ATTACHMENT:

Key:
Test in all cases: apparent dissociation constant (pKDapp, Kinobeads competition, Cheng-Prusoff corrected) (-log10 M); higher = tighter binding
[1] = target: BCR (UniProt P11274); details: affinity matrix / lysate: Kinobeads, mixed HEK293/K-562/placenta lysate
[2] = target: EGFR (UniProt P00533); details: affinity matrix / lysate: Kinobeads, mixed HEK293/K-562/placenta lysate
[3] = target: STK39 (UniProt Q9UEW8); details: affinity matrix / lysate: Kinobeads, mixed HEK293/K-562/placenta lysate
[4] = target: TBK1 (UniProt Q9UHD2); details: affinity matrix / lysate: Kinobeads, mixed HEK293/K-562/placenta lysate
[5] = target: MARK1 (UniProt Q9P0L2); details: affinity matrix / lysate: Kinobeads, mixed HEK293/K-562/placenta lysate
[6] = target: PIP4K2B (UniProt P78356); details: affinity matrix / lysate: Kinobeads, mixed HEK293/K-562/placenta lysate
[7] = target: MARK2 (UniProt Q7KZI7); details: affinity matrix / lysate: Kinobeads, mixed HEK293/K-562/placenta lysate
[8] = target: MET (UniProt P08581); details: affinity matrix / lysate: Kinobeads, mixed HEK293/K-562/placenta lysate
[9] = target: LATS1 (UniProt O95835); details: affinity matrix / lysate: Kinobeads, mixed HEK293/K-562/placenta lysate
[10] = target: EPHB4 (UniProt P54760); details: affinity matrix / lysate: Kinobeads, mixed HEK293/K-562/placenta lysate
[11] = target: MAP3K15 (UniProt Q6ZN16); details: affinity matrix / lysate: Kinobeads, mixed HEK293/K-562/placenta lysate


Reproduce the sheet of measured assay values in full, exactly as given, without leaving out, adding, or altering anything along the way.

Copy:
Key:
Test in all cases: apparent dissociation constant (pKDapp, Kinobeads competition, Cheng-Prusoff corrected) (-log10 M); higher = tighter binding
[1] = target: BCR (UniProt P11274); details: affinity matrix / lysate: Kinobeads, mixed HEK293/K-562/placenta lysate
[2] = target: EGFR (UniProt P00533); details: affinity matrix / lysate: Kinobeads, mixed HEK293/K-562/placenta lysate
[3] = target: STK39 (UniProt Q9UEW8); details: affinity matrix / lysate: Kinobeads, mixed HEK293/K-562/placenta lysate
[4] = target: TBK1 (UniProt Q9UHD2); details: affinity matrix / lysate: Kinobeads, mixed HEK293/K-562/placenta lysate
[5] = target: MARK1 (UniProt Q9P0L2); details: affinity matrix / lysate: Kinobeads, mixed HEK293/K-562/placenta lysate
[6] = target: PIP4K2B (UniProt P78356); details: affinity matrix / lysate: Kinobeads, mixed HEK293/K-562/placenta lysate
[7] = target: MARK2 (UniProt Q7KZI7); details: affinity matrix / lysate: Kinobeads, mixed HEK293/K-562/placenta lysate
[8] = target: MET (UniProt P08581); details: affinity matrix / lysate: Kinobeads, mixed HEK293/K-562/placenta lysate
[9] = target: LATS1 (UniProt O95835); details: affinity matrix / lysate: Kinobeads, mixed HEK293/K-562/placenta lysate
[10] = target: EPHB4 (UniProt P54760); details: affinity matrix / lysate: Kinobeads, mixed HEK293/K-562/placenta lysate
[11] = target: MAP3K15 (UniProt Q6ZN16); details: affinity matrix / lysate: Kinobeads, mixed HEK293/K-562/placenta lysate